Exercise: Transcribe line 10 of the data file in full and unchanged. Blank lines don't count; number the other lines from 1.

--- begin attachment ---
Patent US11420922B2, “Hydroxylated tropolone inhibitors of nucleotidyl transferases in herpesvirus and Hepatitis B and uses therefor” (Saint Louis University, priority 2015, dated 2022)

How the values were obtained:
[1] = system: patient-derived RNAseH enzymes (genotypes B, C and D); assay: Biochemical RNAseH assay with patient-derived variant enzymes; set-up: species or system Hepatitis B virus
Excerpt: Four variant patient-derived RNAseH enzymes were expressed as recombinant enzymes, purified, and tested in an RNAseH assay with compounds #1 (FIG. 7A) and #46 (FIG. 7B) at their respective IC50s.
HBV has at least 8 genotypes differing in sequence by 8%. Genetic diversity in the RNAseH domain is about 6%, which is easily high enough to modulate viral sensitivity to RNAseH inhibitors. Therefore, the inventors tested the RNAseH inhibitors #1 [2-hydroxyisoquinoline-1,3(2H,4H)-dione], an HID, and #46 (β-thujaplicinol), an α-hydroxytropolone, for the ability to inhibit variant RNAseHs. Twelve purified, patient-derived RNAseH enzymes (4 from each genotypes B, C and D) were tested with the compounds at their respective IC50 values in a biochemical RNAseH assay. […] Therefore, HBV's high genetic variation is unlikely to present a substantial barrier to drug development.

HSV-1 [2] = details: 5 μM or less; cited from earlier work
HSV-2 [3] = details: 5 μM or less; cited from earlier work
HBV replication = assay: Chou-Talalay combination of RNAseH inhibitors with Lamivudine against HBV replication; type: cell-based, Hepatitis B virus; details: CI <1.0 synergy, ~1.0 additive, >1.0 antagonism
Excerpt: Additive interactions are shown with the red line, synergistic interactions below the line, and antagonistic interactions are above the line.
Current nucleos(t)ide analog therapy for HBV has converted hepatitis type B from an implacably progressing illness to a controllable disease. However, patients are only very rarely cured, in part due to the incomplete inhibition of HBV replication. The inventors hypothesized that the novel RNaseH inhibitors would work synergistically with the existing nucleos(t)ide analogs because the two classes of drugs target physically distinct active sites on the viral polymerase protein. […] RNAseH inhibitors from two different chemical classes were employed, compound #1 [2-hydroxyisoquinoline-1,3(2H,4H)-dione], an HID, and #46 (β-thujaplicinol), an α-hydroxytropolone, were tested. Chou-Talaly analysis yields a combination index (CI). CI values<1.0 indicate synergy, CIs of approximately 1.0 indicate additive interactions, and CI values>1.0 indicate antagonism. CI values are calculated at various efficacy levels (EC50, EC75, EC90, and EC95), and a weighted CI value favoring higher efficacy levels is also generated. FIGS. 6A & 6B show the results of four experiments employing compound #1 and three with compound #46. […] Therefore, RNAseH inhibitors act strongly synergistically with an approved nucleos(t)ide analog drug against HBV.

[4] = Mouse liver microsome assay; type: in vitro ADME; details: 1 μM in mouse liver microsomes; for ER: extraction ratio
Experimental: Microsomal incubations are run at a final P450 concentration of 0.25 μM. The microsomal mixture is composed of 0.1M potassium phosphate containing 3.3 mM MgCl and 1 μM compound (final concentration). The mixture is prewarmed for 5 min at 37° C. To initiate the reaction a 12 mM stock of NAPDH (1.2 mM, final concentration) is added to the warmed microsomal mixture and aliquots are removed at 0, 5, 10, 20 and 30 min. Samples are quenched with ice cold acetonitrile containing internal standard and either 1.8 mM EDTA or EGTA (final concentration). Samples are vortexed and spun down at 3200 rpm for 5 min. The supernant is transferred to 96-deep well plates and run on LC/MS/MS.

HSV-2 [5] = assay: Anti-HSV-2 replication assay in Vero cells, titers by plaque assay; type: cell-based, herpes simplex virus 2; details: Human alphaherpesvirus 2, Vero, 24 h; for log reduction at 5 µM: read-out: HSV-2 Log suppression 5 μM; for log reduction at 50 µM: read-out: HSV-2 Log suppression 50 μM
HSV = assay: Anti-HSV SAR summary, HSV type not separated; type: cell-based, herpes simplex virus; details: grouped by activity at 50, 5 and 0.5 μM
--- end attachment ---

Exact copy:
Current nucleos(t)ide analog therapy for HBV has converted hepatitis type B from an implacably progressing illness to a controllable disease. However, patients are only very rarely cured, in part due to the incomplete inhibition of HBV replication. The inventors hypothesized that the novel RNaseH inhibitors would work synergistically with the existing nucleos(t)ide analogs because the two classes of drugs target physically distinct active sites on the viral polymerase protein. […] RNAseH inhibitors from two different chemical classes were employed, compound #1 [2-hydroxyisoquinoline-1,3(2H,4H)-dione], an HID, and #46 (β-thujaplicinol), an α-hydroxytropolone, were tested. Chou-Talaly analysis yields a combination index (CI). CI values<1.0 indicate synergy, CIs of approximately 1.0 indicate additive interactions, and CI values>1.0 indicate antagonism. CI values are calculated at various efficacy levels (EC50, EC75, EC90, and EC95), and a weighted CI value favoring higher efficacy levels is also generated. FIGS. 6A & 6B show the results of four experiments employing compound #1 and three with compound #46. […] Therefore, RNAseH inhibitors act strongly synergistically with an approved nucleos(t)ide analog drug against HBV.